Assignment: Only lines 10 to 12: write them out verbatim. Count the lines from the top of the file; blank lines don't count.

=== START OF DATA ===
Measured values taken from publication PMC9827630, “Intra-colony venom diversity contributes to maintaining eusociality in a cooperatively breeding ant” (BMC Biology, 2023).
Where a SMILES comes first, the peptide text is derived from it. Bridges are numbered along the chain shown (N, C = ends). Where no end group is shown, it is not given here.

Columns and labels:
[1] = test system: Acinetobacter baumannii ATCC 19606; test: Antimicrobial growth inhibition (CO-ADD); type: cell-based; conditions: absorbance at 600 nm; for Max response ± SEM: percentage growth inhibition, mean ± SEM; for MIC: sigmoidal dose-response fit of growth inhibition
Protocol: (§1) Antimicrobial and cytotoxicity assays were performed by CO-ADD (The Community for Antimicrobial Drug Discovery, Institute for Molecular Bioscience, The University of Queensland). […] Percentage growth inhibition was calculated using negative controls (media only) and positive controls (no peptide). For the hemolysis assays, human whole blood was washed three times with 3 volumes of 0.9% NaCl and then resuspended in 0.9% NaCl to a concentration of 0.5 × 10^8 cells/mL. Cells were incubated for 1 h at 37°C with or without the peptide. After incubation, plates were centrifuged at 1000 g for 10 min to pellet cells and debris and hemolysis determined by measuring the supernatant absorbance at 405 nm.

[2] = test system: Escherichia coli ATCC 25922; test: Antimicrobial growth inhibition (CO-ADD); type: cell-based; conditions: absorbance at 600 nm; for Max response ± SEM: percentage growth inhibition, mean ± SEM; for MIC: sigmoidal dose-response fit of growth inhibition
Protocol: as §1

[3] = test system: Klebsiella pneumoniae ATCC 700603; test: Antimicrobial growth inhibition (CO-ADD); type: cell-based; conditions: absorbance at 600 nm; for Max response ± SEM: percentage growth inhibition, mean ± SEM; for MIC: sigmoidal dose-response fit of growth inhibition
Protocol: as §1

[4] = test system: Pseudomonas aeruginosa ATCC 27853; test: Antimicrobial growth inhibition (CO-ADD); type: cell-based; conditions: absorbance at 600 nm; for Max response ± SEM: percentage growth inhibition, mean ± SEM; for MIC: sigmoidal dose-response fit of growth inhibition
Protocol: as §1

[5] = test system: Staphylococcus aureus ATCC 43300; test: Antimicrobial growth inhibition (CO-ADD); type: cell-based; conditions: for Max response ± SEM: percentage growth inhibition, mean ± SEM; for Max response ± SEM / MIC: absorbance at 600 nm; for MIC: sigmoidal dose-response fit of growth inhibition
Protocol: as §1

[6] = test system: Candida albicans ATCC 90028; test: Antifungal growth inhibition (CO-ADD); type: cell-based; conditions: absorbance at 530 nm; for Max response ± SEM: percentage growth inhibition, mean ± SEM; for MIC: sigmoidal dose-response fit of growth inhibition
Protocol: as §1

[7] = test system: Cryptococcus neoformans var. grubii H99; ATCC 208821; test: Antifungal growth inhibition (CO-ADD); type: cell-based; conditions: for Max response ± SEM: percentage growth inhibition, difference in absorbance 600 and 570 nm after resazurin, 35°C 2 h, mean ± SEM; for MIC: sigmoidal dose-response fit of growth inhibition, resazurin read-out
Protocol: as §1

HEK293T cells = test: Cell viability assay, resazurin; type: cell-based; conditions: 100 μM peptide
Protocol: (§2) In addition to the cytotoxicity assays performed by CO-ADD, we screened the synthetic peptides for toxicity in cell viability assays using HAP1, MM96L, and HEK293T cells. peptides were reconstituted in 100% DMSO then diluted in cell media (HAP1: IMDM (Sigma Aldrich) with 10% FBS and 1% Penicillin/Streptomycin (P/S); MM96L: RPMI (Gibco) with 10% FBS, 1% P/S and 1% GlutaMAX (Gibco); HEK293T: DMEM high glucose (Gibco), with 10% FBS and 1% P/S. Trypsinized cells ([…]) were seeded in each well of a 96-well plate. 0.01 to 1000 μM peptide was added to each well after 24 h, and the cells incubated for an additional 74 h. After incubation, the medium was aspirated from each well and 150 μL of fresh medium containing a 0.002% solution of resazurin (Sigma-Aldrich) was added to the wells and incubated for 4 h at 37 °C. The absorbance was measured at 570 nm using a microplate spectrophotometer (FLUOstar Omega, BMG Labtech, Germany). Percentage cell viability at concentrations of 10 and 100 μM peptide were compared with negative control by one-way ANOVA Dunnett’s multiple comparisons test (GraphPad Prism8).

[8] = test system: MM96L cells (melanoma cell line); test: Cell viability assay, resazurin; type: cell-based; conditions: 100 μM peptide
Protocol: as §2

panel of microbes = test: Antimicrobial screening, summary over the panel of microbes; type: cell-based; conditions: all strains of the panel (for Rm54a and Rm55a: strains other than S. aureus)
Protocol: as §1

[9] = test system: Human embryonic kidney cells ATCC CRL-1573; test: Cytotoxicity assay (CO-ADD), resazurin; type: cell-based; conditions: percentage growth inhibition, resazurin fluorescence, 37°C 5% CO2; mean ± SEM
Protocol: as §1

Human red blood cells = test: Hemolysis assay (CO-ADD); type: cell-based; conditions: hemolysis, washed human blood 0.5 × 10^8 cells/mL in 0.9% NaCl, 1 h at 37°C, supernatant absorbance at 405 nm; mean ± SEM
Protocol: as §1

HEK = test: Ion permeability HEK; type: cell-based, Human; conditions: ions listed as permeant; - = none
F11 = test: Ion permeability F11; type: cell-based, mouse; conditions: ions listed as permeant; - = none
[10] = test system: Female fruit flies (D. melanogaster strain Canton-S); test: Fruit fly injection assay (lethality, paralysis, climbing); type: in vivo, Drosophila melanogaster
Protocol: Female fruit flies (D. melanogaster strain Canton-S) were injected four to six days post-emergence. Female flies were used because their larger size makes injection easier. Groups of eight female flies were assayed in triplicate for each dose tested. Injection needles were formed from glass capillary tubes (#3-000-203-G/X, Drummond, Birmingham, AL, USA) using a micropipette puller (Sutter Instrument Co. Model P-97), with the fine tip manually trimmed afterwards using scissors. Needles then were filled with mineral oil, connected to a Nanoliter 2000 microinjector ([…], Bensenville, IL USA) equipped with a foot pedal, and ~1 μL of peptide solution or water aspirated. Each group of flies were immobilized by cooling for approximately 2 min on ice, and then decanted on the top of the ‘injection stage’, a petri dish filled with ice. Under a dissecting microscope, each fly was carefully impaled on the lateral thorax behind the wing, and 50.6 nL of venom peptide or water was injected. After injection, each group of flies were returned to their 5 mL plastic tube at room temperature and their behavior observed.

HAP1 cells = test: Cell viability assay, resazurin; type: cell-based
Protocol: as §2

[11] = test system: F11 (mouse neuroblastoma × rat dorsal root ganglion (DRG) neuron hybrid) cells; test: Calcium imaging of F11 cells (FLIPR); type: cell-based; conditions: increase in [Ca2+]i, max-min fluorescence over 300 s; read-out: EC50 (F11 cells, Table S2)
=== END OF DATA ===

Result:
[4] = test system: Pseudomonas aeruginosa ATCC 27853; test: Antimicrobial growth inhibition (CO-ADD); type: cell-based; conditions: absorbance at 600 nm; for Max response ± SEM: percentage growth inhibition, mean ± SEM; for MIC: sigmoidal dose-response fit of growth inhibition
Protocol: as §1

[5] = test system: Staphylococcus aureus ATCC 43300; test: Antimicrobial growth inhibition (CO-ADD); type: cell-based; conditions: for Max response ± SEM: percentage growth inhibition, mean ± SEM; for Max response ± SEM / MIC: absorbance at 600 nm; for MIC: sigmoidal dose-response fit of growth inhibition